“Immediately after the diocese became aware of these images, Shawn Ratigan attempted suicide. In the week or so after this, Shawn Ratigan survived his suicide attempt and became conscious. He went from the medical center to a psychiatric unit until it seemed that the risk of another suicide attempt was minimized.
“I then sent him for a psychiatric evaluation out of state. The psychiatrist asked for and was provided with the images we had so he could evaluate Shawn’s condition. When he returned, Shawn stayed at his mother’s home for a while until I could determine a place where he could reside, continue counseling and not be around children. The Sisters of St. Francis of the Holy Eucharist kindly agreed to have him assist them by saying Mass for the sisters. I restricted him from participating in or attending other events if there were children present. He lived at an adjoining property, the Vincentian Mission House, and paid rent. He did not have his computer or his camera in his possession during this period.
“In early March, Shawn’s family asked for Shawn’s computer to be returned. It had been kept at the offices of the diocesan legal counsel, and was given to them.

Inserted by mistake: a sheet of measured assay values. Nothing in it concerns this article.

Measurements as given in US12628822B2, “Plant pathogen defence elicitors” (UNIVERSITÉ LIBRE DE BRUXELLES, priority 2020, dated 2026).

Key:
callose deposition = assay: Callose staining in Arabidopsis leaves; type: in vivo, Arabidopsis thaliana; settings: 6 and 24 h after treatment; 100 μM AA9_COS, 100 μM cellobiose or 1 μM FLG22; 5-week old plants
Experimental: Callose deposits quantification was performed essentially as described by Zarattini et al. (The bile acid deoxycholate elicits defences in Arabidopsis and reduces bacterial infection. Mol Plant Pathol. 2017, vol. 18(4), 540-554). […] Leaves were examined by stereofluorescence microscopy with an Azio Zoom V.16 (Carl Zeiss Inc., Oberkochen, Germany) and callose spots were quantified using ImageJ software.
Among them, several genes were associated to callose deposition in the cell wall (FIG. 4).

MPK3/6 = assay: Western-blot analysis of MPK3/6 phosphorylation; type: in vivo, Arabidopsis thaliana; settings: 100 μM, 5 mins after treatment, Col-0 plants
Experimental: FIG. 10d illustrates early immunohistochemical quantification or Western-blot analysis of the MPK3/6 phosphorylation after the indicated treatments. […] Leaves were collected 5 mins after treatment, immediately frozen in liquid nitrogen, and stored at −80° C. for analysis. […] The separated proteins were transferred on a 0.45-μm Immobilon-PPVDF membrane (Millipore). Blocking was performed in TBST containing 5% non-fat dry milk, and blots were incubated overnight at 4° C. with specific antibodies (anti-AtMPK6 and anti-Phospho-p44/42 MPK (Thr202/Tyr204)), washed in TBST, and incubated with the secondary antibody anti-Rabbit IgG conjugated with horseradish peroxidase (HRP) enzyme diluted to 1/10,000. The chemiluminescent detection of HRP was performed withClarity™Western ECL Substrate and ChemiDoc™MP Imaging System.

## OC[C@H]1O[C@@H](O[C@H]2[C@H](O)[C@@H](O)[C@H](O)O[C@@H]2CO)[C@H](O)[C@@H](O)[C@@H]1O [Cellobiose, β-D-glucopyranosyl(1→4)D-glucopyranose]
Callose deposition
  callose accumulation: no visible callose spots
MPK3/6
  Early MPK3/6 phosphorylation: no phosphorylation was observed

“In late March, I received some reports that Shawn was violating some of the conditions of his stay. I was told that he attended a St. Patrick Day parade and met with friends and families. He also attended a child’s birthday party at the invitation of the child’s parents. I confronted him about these things and told him again that he was not permitted to have any contact with minors.
“When Shawn continued to disregard these requirements, on May 12 ,Vicar General Monsignor Robert Murphy contacted the same police officer previously consulted to discuss his concerns. That officer facilitated our report to the Cyber Crimes Against Children Unit. Along with our report, we provided the electronic images that we had received in December. Detective Maggie McGuire began an investigation. In the past week she conducted interviews and, pursuant to a search warrant, found additional materials, which had never been in our possession and which we did not know existed, and which are alleged to constitute child pornography. On May 19, Shawn Ratigan was arrested and charged in Clay County with three counts of a C felony possession of child pornography.
“I deeply regret that we didn’t ask the police earlier to conduct a full investigation.
“Shawn Ratigan was a popular priest who had a large network of friends, and was media savvy. Many parents have called with deep concerns about their children who knew and trusted him. To any parents who have any questions or concerns about contact between their children and Shawn Ratigan, I recommend that you contact Detective McGuire at 816-584-6633.
“As a people of faith, in times of difficulty we rely on prayer and God’s grace to fortify our human efforts. I pray that the strong anger, shame, disappointment and fear that so many are feeling will be helped by our trust in Him.”